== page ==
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Essays in Literature back issues
'The Countess of Pembroke's Arcadia,' Shakespeare's 'A Midsummer Night's Dream,' and the School of Night: An Intertextual Nexus
March 22, 1996... For at least a century, critics have acknowledged the relevance of specific plot lines, methods of characterization, and literary motifs in The Countess of Pembroke's Arcadia (1593) (hereafter CoPA) for Shakespeare's plays beginning with King Lear and extending through the late romances to The...
Poetic Authority and Accountability: What We Expect of Seamus Heaney
September 22, 1996... I It has been alluded to often enough that Seamus Heaney's reputation was made, at least in the United States, when Robert Lowell hailed him as "the best Irish poet since Yeats." But Lowell's endorsement invites a comparison that Heaney has repeatedly questioned. He refuses to allow Lowell's...
Emerson's 'Montaigne; or, the Skeptic:' Biography as Autobiography
September 22, 1996... There is a curious absence in most of the text of Emerson's "Montaigne; or, the Skeptic": that of Montaigne. Of its forty-four paragraphs a total of nine are devoted to the French essayist (paragraphs fifteen to twenty-three). The whole treatment of Montaigne is less than one-fourth of the essay,...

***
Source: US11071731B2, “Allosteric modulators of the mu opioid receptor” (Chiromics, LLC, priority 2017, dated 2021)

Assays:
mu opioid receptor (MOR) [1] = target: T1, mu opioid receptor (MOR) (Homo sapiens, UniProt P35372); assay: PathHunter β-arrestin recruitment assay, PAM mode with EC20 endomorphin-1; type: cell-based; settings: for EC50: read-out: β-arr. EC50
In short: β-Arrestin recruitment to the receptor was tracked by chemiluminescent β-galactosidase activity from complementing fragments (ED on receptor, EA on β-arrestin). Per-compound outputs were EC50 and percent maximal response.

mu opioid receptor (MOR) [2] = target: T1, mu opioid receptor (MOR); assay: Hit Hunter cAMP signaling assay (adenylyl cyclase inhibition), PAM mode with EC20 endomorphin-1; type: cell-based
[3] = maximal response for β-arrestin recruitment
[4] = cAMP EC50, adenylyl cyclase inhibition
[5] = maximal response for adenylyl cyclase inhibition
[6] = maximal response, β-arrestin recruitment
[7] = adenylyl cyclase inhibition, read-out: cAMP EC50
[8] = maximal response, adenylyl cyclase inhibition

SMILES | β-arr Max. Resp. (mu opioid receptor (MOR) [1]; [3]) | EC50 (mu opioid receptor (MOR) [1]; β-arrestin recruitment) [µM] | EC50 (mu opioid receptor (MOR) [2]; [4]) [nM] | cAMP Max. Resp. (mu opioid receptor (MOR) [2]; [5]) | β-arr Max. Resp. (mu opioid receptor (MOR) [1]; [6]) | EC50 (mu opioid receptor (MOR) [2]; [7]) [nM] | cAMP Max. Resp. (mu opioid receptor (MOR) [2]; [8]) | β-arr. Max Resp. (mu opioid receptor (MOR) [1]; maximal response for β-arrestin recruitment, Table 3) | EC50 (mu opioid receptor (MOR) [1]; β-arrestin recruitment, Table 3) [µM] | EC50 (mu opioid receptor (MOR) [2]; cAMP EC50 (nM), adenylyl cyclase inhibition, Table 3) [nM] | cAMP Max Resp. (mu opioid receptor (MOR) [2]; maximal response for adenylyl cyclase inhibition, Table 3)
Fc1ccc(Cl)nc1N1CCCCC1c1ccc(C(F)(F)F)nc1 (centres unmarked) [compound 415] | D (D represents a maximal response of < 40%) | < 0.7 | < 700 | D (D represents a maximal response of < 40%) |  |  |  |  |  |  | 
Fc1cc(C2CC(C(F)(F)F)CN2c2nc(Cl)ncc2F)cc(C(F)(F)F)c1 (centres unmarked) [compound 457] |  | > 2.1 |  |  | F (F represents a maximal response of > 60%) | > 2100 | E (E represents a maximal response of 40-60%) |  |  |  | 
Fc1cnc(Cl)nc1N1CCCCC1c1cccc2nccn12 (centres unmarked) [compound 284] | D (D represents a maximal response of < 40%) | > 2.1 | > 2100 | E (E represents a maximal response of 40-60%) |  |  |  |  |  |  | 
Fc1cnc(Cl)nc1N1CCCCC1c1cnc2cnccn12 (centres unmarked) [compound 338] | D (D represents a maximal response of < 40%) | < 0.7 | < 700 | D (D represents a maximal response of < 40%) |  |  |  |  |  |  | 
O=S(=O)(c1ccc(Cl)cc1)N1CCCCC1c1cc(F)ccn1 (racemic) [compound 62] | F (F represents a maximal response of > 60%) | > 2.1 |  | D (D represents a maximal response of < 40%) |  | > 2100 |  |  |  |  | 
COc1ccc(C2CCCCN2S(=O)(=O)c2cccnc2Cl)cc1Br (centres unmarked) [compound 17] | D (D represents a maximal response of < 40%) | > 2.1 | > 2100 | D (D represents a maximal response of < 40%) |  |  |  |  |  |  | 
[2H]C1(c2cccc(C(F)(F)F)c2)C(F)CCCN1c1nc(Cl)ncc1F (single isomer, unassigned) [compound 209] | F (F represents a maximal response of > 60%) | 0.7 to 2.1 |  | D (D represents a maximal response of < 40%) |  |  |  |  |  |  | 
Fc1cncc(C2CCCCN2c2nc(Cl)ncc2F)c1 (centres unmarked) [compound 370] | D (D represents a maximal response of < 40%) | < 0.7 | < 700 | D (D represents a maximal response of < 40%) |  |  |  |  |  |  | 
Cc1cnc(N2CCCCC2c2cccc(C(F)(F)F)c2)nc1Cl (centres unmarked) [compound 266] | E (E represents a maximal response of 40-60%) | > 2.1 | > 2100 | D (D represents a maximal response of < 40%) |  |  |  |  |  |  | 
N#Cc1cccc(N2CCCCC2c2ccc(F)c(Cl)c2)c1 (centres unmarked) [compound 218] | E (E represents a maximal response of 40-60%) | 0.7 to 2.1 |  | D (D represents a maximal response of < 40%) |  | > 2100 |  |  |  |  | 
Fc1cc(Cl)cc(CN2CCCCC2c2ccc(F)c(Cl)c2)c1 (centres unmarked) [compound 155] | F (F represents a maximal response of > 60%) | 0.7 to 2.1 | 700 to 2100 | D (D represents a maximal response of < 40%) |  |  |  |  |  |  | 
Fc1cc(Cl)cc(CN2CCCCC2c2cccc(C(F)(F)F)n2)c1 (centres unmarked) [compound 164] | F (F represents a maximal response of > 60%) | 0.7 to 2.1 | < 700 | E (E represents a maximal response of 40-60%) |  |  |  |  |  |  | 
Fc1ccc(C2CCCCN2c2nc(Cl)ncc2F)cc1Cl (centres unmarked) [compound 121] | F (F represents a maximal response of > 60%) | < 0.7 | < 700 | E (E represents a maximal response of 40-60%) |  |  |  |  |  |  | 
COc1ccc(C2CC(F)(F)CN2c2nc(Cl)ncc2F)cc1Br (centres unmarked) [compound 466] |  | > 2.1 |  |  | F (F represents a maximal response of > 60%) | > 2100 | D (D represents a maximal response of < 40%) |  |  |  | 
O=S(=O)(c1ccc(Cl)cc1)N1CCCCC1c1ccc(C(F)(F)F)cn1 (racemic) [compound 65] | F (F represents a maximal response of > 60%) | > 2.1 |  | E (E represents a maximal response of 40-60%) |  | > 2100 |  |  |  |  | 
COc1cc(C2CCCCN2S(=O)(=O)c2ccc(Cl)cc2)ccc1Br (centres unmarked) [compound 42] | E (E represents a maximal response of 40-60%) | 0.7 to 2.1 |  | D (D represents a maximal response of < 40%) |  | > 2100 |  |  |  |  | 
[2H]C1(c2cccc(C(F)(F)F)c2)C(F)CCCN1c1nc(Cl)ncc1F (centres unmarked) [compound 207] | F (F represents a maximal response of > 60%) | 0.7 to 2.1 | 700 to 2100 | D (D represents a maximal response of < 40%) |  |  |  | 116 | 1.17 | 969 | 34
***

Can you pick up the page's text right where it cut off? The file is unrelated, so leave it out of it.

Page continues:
On the Sublime and Beautiful in Shelley's 'Frankenstein.' (English Woman Author Mary Shelley)
September 22, 1996... The categories of the sublime and the beautiful were once the subject of heated debate as the dual focus of much eighteenth- and nineteenth-century aesthetic discourse. Their function in Shelley's Frankenstein needs to be translated for our time, a task Anne K. Mellor has begun in her excellent...
'The Assurance to Write, the Vanity of Expecting to Be Read:' Deception and Reform in Mary Davy's 'The Reform'd Coquet.' (18Th Century English Woman Author)
September 22, 1996... Since its coinage in mid seventeenth-century France, "coquette" labels a woman who gains power over others by manipulative verbal and body language, a skill referred to as her "art."(1) Etymologically, the word "coquette" comes from "cock," a male animal which controls its hens and is known for...